Aug 2021

30

How API is Taking the Pain out of Payroll

Payroll and payments workflows are a headache for employers, accountants and their clients. The act of calculating payroll has always been separate from the act of settling the payroll... until the API came along.

Modern API-driven platforms are taking the pain out of payroll and delivering new ways of securely managing and automating payments and payroll, all via a single API.

And, because there’s no manual integration required, you can get set up and running quickly and start processing payroll straight away.

Let’s show you how…

Traditionally payroll can be considered a time-consuming process that carries a heavy administrative burden. For accountants and bureaus, there can be a lot of manual workflows involved, especially when you look at actually paying the employees.

It’s can be a long process even before we consider the manual time taken to fix file errors, incorrect value inputs, double-checking, duplicates and payment rejections.

The weakest link in the chain? The payment file.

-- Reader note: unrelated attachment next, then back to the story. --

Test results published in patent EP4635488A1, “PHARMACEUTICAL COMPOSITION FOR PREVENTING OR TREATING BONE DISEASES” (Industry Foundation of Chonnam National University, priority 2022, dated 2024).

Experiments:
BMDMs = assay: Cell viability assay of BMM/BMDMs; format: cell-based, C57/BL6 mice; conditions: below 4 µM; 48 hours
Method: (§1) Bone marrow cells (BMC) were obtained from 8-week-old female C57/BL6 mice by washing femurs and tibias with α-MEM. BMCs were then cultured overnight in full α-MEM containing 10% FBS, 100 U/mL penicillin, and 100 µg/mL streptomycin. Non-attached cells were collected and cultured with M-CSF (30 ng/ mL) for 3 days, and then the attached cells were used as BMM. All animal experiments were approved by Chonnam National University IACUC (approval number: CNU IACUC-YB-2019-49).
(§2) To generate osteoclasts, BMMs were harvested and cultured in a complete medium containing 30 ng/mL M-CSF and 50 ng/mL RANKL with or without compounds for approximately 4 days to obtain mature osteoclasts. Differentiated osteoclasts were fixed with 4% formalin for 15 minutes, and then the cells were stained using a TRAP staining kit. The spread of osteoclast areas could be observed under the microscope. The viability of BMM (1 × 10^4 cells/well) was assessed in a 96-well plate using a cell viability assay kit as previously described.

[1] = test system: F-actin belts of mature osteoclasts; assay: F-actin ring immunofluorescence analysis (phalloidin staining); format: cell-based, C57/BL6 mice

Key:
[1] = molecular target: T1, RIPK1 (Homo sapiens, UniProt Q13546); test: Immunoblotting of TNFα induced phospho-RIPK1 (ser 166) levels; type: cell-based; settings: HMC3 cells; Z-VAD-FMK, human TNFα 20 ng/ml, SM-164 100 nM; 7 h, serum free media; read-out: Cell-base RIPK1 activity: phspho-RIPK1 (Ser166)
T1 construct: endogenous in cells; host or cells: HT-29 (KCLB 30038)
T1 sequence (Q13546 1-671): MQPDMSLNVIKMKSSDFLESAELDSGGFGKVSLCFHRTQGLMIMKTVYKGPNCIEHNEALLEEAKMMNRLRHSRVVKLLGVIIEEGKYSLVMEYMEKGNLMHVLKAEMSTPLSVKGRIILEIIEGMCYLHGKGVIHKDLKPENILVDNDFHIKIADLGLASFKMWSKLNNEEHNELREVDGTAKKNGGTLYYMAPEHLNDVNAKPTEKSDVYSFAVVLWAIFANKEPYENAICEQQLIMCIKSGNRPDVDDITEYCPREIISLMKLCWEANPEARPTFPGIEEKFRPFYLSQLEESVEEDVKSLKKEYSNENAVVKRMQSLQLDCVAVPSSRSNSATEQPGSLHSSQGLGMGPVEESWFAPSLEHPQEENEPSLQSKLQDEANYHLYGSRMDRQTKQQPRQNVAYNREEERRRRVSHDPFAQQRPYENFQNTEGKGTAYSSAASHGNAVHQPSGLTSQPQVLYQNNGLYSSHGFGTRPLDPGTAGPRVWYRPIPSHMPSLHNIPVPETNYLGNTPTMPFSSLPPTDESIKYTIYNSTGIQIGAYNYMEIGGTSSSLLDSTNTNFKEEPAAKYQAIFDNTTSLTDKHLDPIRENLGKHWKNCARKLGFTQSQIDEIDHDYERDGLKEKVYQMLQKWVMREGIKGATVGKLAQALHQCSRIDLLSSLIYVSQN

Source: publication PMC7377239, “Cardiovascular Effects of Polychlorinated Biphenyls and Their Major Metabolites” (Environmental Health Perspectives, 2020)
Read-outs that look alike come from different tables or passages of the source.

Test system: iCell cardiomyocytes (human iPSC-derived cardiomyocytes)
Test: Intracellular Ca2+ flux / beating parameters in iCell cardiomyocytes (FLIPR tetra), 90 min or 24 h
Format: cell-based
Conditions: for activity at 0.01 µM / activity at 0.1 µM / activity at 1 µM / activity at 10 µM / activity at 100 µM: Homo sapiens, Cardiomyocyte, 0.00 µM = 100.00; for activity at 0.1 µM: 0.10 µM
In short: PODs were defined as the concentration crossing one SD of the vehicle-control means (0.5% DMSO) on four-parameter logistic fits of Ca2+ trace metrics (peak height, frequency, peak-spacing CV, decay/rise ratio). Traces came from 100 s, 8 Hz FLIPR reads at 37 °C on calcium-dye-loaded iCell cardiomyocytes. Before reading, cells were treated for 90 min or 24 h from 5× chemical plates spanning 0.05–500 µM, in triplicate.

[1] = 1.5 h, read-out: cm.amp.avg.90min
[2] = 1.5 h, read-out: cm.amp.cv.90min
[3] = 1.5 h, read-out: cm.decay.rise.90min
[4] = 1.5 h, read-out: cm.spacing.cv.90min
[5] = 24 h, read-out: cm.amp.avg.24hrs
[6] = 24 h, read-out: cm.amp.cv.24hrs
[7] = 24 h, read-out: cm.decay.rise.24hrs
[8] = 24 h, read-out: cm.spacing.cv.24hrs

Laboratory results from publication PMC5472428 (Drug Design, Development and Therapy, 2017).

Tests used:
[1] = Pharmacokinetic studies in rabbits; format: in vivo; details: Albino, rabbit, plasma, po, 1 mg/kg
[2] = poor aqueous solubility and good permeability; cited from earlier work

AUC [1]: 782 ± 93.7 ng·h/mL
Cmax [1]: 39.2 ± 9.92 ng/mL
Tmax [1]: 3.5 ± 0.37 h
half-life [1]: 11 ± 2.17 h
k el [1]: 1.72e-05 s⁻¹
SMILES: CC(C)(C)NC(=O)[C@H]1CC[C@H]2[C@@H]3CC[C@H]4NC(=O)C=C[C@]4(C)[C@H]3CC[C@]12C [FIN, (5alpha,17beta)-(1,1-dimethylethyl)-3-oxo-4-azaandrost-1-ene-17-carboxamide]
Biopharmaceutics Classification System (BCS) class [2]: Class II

The payment files, that use outdated technology, are what is traditionally used to bridge disparate payroll and banking separate systems. Payment files are widely used because they are the only compatible method of exchange with legacy bank accounts.

Introducing API – the biggest new trend in payroll technology

However, businesses no longer need to rely on their banks to make and receive payments, and they don’t have to rely on manual, error-prone and slow payment files.

That’s because companies like BrightPay are using the same API technology that Google, Netflix and Uber use as standard. BrightPay has integrated Modulr’s payments technology into the payroll software, merging payroll and payments to create one simple, cost-effective and streamlined process.

BrightPay simultaneously talks to the payments account behind the scenes, creating exact matching values per accounting entry with no errors between the two. When you’re ready to pay your employees, you simply need to approve the payments in your Modulr payment account.